BusinessWeek learns, more than a month after Billboard reported it, that Sony-BMG plans to drop its DRM restrictions on its download sales as well. Following Warner Music Group’s announcement last month, this means that all four of the big music labels will now be offering their music sans DRM, at least at some outlets. What does it mean for the music business? Not much.
We remain unconvinced that DRM restrictions have had much, if any, impact on digital music sales. Our hunch is that this is a philosophical issue that bothers a handful of vocal folks, and that most consumers are unaware of the issue at all. We’ll be happy to revisit that stance once we see data from EMI or Universal Music Group, both of whom have been selling DRM-free tracks since last year.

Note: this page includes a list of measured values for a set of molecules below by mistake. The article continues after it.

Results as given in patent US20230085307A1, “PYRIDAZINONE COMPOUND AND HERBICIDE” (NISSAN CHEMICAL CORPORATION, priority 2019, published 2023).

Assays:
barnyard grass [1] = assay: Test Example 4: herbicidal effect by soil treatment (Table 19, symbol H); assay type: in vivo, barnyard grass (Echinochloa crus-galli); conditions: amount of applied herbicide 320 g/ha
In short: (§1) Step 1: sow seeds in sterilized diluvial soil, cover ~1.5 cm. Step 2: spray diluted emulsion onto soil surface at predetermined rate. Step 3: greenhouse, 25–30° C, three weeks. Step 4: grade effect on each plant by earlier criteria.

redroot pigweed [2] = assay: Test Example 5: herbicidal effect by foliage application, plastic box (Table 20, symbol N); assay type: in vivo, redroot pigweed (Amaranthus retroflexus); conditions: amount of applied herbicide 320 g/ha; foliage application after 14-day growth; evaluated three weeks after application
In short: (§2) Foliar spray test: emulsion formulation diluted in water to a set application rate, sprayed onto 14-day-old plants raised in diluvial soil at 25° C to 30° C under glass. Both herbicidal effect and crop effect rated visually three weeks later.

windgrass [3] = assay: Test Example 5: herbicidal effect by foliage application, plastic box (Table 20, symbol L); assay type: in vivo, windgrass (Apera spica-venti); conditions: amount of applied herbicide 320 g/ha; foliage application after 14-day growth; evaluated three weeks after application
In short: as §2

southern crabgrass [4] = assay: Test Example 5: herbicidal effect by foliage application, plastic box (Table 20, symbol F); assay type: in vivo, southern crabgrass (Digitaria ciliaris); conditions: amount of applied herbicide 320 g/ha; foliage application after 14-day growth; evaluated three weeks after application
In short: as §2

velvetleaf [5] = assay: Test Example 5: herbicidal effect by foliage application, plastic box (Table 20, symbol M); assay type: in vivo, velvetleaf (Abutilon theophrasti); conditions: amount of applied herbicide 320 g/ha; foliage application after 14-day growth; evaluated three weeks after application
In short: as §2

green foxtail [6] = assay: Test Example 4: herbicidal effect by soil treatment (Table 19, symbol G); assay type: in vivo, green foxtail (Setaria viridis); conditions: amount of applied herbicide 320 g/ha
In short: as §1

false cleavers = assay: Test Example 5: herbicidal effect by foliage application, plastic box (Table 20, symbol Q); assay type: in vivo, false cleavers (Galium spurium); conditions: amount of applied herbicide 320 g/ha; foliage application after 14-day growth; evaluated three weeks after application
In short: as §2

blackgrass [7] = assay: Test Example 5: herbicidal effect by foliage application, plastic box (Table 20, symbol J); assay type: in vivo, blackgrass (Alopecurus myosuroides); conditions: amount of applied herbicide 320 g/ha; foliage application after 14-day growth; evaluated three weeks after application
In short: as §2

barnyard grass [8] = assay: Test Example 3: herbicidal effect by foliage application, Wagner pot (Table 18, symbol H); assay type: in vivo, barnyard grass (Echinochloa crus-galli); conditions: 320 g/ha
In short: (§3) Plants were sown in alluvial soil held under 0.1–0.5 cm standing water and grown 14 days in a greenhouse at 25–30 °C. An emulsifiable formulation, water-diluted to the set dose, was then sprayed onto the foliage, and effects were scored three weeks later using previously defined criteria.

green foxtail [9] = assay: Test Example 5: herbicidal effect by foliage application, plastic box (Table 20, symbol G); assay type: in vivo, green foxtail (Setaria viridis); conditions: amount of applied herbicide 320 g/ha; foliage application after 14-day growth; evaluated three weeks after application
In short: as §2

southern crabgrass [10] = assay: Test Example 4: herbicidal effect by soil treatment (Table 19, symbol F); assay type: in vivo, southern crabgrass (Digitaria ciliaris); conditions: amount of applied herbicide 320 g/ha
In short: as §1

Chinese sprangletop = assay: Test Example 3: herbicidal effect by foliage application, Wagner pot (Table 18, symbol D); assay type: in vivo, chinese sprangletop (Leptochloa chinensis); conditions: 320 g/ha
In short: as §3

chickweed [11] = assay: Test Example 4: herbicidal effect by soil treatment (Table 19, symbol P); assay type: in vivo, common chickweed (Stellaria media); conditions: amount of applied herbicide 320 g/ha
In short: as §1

The one real benefit to the DRM drop is that it gives the labels a small to break Apple’s stranglehold on the digital music business: Take away DRM and you give other music retailers – namely Amazon – the chance to sell music that works on Apple’s software and hardware. This is the real thrust behind the label’s change, and it’s not a terrible strategy. It’s too bad we didn’t see it years ago, when it might have really mattered.
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